Friday, June 2, 2023

Moving Quickly From Known to Unknown


It may be fairly safe to say a rule of thumb in genealogy is to start with what you know, then move outward from known to unknown. Unfortunately, in the case of my mother-in-law's third great-grandfather, Mathias Ambrose, that trip from known to unknown may unravel rather quickly. There is not much to know about the man.

My main sources of documentation on this Mathias Ambrose consist of a tax document from 1798, and his will, drawn up in Dublin Township of Bedford County, Pennsylvania, in the fall of 1804, bringing to mind those wry sayings about death and taxes. With those two documents for my start, the details did lead me to his likely entry in the U.S. Census for 1800. But that's it.

Let's try our hand at reading that handwritten will, which thankfully was shared online by an subscriber—and downloaded to my computer so I could blow it up to a readable size.

The first thing I noticed was that Mathias' surname, as written in the will, looked more like Ambrosser than Ambrose. Two of his sons, John and Mathias, were also listed with their surname spelled this way, while later in the document, the son Mathias' surname was written as Ambross. Looking at the tax records, I could see that the name had been entered there as Ambroser. Further searches will need to consider all these variations as well.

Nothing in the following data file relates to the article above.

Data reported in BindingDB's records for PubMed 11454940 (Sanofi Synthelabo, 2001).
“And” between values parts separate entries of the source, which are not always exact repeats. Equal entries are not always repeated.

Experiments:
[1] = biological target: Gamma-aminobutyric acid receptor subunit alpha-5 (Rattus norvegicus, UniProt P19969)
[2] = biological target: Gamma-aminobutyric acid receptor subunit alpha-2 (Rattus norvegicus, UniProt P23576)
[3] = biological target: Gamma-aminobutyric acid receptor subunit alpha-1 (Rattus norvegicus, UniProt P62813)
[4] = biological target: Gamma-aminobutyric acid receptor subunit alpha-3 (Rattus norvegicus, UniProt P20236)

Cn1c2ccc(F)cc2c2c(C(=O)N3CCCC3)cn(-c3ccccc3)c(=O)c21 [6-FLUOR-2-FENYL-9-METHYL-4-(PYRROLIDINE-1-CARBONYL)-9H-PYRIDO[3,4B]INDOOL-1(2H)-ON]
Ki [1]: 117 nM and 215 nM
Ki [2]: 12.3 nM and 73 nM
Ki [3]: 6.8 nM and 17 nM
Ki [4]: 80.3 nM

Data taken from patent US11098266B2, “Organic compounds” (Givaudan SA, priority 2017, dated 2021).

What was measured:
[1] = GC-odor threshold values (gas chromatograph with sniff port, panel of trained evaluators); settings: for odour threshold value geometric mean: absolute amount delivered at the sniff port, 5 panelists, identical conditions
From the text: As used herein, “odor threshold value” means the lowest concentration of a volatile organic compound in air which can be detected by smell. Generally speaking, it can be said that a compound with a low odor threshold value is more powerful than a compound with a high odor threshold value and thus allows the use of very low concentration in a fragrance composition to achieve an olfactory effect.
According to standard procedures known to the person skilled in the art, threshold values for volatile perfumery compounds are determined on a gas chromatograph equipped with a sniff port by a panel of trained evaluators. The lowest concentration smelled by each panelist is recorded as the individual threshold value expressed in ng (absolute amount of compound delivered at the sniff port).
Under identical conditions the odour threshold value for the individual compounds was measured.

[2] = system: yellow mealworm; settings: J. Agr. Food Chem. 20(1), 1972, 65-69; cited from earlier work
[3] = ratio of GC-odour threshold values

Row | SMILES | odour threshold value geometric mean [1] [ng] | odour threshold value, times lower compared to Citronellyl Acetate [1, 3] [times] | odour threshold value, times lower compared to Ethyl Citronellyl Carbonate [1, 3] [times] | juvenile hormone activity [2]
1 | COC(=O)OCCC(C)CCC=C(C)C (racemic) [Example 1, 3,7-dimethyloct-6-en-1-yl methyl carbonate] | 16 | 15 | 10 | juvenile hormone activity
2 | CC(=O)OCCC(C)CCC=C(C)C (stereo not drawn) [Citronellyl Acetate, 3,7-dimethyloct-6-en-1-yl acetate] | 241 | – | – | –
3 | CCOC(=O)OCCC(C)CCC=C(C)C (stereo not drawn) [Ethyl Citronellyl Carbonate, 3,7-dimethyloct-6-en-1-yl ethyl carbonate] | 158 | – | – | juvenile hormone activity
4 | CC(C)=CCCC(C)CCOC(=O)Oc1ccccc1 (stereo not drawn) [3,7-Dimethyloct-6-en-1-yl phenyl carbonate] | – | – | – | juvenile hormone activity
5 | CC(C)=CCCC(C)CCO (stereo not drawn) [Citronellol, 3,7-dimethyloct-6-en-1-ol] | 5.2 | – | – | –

Mathias' will names his wife, Barbara, and sons Jacob, John and Mathias, with the latter two designated as executors. While I'm thankful to have the detail of some daughters' married names, the handwriting introduces quite a bit of uncertainty. As best I can read it, his married daughters seem to include Margaret "Wallas"—which I wonder might be Wallace—Mary Mangel, Barbara Miller, and the two sisters who married two brothers: "Sussanah" and Elisabeth "Flower." In addition, another married sister has me totally stumped: is Catharina's married name Sands? Sando? Or Lands or Lando?

Besides the married daughters, mention was made of the two unmarried daughters: Magdalene "Ambrose" and Anna "Ambross." Besides them, Mathias was careful to attend to the needs of one minor, apparently a grandson, Jacob Mangel.

With that start—hey, at least there's a will—we are immediately launched into the unknown. Other than hoping to find tax or land records, there is nothing descriptive about the census records of that time period. And, given the number of daughters Mathias raised, I'm regretting the fact that women of that era were mostly invisible when it came to documentation.

For a next step, I'm torn between reviewing what can be found about the two migrating Ambrose daughters, Elizabeth and Susanna, and desperately pressing onward into the abyss. I am tempted, first, to get our bearings by re-acquainting ourselves with what can be found about the two Flowers brides before they left Pennsylvania for the new frontier of Ohio. After all, start with what you know, right? Perhaps in studying those two sisters once again, we can gain a lead to point us in the right direction.

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